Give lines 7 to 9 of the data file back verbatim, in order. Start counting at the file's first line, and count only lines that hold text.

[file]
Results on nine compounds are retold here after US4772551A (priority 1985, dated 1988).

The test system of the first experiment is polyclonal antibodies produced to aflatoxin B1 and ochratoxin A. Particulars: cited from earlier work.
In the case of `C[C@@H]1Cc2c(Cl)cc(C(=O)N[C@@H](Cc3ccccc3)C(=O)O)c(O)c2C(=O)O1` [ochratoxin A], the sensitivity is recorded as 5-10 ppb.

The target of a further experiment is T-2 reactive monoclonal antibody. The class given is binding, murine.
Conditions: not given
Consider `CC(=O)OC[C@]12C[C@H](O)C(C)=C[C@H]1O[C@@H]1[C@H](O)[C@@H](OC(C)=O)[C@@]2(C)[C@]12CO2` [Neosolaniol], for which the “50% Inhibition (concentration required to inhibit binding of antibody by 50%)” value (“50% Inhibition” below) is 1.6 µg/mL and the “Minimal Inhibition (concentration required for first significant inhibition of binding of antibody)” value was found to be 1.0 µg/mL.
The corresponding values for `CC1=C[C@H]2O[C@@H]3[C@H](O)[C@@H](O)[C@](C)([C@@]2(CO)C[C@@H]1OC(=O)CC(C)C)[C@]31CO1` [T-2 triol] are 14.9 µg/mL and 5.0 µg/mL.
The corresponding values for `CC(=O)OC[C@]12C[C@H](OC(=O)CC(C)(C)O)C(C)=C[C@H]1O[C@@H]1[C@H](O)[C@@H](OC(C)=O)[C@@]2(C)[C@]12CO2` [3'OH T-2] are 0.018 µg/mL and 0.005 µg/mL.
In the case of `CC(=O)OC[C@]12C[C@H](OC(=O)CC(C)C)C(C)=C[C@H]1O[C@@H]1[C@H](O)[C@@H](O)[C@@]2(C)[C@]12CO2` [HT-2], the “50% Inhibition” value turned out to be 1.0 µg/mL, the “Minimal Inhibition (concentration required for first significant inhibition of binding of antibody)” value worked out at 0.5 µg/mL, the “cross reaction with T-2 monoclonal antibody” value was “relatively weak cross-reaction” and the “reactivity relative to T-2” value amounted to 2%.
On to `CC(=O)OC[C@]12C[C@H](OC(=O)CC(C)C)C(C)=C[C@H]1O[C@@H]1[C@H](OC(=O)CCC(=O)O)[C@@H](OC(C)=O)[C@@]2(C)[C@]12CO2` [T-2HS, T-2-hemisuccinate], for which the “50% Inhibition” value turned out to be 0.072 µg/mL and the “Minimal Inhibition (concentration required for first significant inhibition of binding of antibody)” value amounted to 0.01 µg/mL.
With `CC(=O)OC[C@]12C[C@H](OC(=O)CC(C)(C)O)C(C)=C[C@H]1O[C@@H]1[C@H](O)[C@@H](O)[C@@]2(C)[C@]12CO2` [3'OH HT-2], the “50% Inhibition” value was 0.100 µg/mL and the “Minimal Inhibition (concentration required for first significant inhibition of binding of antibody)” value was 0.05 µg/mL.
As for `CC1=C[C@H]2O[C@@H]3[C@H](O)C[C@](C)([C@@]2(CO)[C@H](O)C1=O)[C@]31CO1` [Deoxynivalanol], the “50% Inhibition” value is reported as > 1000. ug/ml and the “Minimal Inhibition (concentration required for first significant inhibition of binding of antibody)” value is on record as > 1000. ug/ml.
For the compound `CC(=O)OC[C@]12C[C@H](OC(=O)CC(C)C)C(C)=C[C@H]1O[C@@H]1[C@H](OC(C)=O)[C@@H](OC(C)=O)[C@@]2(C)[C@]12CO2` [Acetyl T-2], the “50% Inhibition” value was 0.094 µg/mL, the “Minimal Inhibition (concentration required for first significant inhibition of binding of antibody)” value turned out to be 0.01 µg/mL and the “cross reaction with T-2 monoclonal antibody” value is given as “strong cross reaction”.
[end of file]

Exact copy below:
The corresponding values for `CC1=C[C@H]2O[C@@H]3[C@H](O)[C@@H](O)[C@](C)([C@@]2(CO)C[C@@H]1OC(=O)CC(C)C)[C@]31CO1` [T-2 triol] are 14.9 µg/mL and 5.0 µg/mL.
The corresponding values for `CC(=O)OC[C@]12C[C@H](OC(=O)CC(C)(C)O)C(C)=C[C@H]1O[C@@H]1[C@H](O)[C@@H](OC(C)=O)[C@@]2(C)[C@]12CO2` [3'OH T-2] are 0.018 µg/mL and 0.005 µg/mL.
In the case of `CC(=O)OC[C@]12C[C@H](OC(=O)CC(C)C)C(C)=C[C@H]1O[C@@H]1[C@H](O)[C@@H](O)[C@@]2(C)[C@]12CO2` [HT-2], the “50% Inhibition” value turned out to be 1.0 µg/mL, the “Minimal Inhibition (concentration required for first significant inhibition of binding of antibody)” value worked out at 0.5 µg/mL, the “cross reaction with T-2 monoclonal antibody” value was “relatively weak cross-reaction” and the “reactivity relative to T-2” value amounted to 2%.